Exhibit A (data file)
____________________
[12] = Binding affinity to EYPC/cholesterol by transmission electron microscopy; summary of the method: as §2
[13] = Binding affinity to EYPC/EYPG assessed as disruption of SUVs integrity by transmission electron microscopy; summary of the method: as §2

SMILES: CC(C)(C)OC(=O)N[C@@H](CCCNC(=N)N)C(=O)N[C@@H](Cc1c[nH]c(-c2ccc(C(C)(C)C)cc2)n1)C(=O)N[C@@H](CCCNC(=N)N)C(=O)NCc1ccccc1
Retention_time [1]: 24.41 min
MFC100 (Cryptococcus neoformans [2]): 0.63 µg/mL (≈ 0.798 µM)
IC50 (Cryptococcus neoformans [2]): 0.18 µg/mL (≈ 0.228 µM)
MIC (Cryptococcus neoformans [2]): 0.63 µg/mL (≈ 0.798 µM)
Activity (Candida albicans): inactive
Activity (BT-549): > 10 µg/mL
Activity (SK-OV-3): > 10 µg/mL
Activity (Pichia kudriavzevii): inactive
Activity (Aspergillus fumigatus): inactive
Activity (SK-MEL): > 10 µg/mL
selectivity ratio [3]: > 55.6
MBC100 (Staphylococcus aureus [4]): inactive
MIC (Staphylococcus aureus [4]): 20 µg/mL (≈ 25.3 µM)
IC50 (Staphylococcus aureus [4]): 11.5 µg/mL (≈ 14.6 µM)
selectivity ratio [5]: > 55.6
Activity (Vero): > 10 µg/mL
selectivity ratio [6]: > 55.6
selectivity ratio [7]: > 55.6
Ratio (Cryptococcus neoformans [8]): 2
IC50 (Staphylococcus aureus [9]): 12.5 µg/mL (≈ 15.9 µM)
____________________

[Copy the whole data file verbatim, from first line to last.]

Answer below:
[12] = Binding affinity to EYPC/cholesterol by transmission electron microscopy; summary of the method: as §2
[13] = Binding affinity to EYPC/EYPG assessed as disruption of SUVs integrity by transmission electron microscopy; summary of the method: as §2

SMILES: CC(C)(C)OC(=O)N[C@@H](CCCNC(=N)N)C(=O)N[C@@H](Cc1c[nH]c(-c2ccc(C(C)(C)C)cc2)n1)C(=O)N[C@@H](CCCNC(=N)N)C(=O)NCc1ccccc1
Retention_time [1]: 24.41 min
MFC100 (Cryptococcus neoformans [2]): 0.63 µg/mL (≈ 0.798 µM)
IC50 (Cryptococcus neoformans [2]): 0.18 µg/mL (≈ 0.228 µM)
MIC (Cryptococcus neoformans [2]): 0.63 µg/mL (≈ 0.798 µM)
Activity (Candida albicans): inactive
Activity (BT-549): > 10 µg/mL
Activity (SK-OV-3): > 10 µg/mL
Activity (Pichia kudriavzevii): inactive
Activity (Aspergillus fumigatus): inactive
Activity (SK-MEL): > 10 µg/mL
selectivity ratio [3]: > 55.6
MBC100 (Staphylococcus aureus [4]): inactive
MIC (Staphylococcus aureus [4]): 20 µg/mL (≈ 25.3 µM)
IC50 (Staphylococcus aureus [4]): 11.5 µg/mL (≈ 14.6 µM)
selectivity ratio [5]: > 55.6
Activity (Vero): > 10 µg/mL
selectivity ratio [6]: > 55.6
selectivity ratio [7]: > 55.6
Ratio (Cryptococcus neoformans [8]): 2
IC50 (Staphylococcus aureus [9]): 12.5 µg/mL (≈ 15.9 µM)